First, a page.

Articular cartilage: degeneration and osteoarthritis, repair, regeneration, and transplantation

Instr Course Lect. 1998;47:487-504.


The degeneration of articular cartilage as part of the clinical syndrome of osteoarthritis is one of the most common causes of pain and disability in middle-aged and older people. The strong correlation between increasing age and the prevalence of osteoarthritis, and recent evidence of important age-related changes in the function of chondrocytes, suggest that age-related changes in articular cartilage can contribute to the development and progression of osteoarthritis. Although the mechanisms responsible for osteoarthritis remain poorly understood lifelong moderate use of normal joints does not increase the risk. Thus, the degeneration of normal articular cartilage is not simply the result of aging and mechanical wear. However, high-impact and torsional loads may increase the risk of degeneration of normal joints, and individuals who have an abnormal joint anatomy, joint instability, disturbances of joint or muscle innervation, or inadequate muscle strength or endurance probably have a greater risk of degenerative joint disease. Recent work has shown the potential for the restoration of an articular surface. Currently, surgeons frequently debride joints and penetrate subchondral bone as well as perform osteotomies, with the intent of decreasing symptoms and restoring or maintaining a functional articular surface. The results of these procedures vary considerably among patients. Clinical and experimental work has shown the important influence of loading and motion on the healing of articular cartilage and joints. Experimental studies have revealed that transplantation of chondrocytes and mesenchymal stem cells; use of periosteal and perichondrial grafts, synthetic matrices, and growth factors: and other methods have the potential to stimulate the formation of a new articular surface. The long-term follow-up of small series of patients has shown that the transplantation of osteochondral autologous grafts and allografts can be effective for the treatment of focal defects of articular cartilage in selected patients. Thus far, none of these methods has been shown to predictably restore a durable articular surface to an osteoarthritic joint, and it is unlikely that any one of them will be uniformly successful. Rather, the available clinical and experimental evidence indicates that future optimum methods for the restoration of articular surfaces will begin with a detailed analysis of the structural and functional abnormalities of the involved joint and the patient's expectations for future use of the joint. On the basis of this analysis, the surgeon will develop a treatment plan that potentially combines correction of mechanical abnormalities (including malalignment, instability, and intra-articular causes of mechanical dysfunction), debridement that may or may not include hunted penetration of subchondral bone, and applications of growth factors of implants that may consist of a synthetic matrix that incorporates cells or growth factors or use of transplants followed by a postoperative course of controlled loading and motion.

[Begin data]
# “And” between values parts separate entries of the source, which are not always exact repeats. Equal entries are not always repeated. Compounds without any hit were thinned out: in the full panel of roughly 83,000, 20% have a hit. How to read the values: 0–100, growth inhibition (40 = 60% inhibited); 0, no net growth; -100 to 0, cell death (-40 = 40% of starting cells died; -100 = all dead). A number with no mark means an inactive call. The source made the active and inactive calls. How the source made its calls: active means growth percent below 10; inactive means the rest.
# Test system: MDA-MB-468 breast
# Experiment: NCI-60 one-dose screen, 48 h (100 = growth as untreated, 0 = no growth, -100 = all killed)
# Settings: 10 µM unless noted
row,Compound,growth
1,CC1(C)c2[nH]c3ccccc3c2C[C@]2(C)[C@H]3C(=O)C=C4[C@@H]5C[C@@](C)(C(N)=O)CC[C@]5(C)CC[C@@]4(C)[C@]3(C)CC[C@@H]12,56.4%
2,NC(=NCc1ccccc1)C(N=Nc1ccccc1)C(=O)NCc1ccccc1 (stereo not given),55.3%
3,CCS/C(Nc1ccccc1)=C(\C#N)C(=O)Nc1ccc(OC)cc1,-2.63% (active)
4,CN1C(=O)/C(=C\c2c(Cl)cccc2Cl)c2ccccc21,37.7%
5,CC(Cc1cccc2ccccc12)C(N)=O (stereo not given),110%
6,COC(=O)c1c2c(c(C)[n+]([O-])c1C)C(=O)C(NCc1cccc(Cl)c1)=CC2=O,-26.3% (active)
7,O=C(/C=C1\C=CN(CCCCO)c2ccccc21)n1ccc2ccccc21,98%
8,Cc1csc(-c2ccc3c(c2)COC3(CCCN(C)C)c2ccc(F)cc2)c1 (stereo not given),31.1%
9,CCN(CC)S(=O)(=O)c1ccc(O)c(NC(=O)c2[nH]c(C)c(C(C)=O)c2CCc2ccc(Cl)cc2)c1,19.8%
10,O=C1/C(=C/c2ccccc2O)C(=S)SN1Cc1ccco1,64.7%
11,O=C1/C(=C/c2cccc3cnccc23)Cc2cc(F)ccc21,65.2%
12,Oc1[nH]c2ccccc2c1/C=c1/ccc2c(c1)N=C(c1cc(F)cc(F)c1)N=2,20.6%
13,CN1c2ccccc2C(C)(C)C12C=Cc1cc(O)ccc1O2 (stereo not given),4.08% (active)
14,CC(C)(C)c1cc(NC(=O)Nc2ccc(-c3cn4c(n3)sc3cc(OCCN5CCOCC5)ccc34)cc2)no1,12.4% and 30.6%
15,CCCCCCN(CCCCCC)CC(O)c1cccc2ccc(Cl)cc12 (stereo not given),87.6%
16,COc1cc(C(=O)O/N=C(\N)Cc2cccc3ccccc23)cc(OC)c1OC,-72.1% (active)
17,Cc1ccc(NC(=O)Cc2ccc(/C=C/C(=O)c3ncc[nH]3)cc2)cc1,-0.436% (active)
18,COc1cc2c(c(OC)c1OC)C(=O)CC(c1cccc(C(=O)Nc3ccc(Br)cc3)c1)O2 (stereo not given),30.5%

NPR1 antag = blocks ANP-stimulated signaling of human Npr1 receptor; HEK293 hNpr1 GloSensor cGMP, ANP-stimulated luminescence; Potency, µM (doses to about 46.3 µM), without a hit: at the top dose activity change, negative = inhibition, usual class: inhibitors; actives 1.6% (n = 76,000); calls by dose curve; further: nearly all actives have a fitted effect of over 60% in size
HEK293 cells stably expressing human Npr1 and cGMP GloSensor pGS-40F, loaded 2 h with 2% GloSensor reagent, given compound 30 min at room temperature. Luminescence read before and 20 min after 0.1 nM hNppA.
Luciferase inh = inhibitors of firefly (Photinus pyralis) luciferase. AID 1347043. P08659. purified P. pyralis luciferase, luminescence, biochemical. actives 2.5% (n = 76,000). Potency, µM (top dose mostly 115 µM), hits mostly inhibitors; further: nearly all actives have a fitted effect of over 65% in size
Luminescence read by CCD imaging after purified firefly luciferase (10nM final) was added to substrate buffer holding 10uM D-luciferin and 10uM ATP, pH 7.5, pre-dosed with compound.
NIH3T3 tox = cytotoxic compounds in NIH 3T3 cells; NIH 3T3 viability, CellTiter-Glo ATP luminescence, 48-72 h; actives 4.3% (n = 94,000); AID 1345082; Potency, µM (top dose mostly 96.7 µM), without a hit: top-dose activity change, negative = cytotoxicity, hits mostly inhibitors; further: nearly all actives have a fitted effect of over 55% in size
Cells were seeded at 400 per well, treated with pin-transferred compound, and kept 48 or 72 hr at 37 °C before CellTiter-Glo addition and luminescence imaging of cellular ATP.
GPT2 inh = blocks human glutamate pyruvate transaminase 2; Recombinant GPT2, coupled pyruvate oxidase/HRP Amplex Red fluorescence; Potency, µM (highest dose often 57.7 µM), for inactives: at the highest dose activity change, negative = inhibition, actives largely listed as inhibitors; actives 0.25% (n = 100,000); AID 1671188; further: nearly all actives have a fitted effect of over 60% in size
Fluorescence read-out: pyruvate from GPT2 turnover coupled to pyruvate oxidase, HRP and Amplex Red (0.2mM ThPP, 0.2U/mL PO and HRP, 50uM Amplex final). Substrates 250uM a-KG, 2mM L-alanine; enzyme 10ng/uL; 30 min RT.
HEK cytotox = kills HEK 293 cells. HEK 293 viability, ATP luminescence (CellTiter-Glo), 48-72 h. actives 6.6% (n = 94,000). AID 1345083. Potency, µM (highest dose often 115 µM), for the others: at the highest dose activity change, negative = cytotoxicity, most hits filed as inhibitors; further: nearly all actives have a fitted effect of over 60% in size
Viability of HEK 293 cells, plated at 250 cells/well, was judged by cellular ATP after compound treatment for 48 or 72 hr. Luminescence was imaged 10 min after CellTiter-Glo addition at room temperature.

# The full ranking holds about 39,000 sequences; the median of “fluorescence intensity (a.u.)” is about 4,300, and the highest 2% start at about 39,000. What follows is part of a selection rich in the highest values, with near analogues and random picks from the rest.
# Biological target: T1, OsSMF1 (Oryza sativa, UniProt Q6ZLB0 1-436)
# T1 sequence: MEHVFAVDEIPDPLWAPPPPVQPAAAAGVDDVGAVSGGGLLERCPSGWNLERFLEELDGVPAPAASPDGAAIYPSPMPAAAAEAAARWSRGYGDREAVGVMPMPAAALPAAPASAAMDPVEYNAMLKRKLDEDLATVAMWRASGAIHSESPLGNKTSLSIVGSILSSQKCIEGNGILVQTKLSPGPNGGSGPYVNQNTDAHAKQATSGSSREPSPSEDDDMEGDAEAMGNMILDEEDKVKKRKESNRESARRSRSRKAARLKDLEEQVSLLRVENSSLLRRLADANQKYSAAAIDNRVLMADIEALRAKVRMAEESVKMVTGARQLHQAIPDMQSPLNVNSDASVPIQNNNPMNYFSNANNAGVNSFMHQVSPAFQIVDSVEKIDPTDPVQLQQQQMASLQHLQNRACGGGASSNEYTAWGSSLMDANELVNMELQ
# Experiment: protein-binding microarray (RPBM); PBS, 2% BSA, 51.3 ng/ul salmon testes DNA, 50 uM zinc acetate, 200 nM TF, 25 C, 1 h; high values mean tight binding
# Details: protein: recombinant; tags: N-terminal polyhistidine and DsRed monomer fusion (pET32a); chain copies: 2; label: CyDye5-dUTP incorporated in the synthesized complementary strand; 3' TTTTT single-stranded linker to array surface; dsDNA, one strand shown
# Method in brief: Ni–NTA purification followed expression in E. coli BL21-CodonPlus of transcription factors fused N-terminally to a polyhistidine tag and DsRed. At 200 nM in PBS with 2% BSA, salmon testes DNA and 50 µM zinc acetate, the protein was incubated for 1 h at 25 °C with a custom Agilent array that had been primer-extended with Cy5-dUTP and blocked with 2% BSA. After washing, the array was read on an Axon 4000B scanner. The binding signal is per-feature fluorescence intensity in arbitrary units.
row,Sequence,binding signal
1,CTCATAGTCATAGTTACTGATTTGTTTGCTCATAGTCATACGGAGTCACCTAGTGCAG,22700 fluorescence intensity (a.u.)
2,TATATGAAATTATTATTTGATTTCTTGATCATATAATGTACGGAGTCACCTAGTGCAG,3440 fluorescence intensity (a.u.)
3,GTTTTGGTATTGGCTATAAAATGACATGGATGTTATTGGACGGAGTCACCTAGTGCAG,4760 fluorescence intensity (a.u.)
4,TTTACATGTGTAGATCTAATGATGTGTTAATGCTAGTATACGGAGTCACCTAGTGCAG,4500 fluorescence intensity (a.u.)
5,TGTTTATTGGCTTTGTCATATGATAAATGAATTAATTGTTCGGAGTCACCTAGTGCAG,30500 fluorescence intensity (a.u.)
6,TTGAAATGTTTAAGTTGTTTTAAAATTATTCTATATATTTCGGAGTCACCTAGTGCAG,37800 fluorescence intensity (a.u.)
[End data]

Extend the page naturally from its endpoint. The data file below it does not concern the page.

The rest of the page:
Publication types

  • Review

MeSH terms

  • Adult
  • Aged
  • Animals
  • Arthroplasty / methods*
  • Cartilage Diseases / etiology
  • Cartilage Diseases / physiopathology
  • Cartilage Diseases / surgery*
  • Cartilage, Articular / physiology
  • Cartilage, Articular / surgery*
  • Humans
  • Middle Aged
  • Osteoarthritis / etiology
  • Osteoarthritis / physiopathology
  • Osteoarthritis / surgery*
  • Osteotomy
  • Regeneration*
  • Transplantation / methods*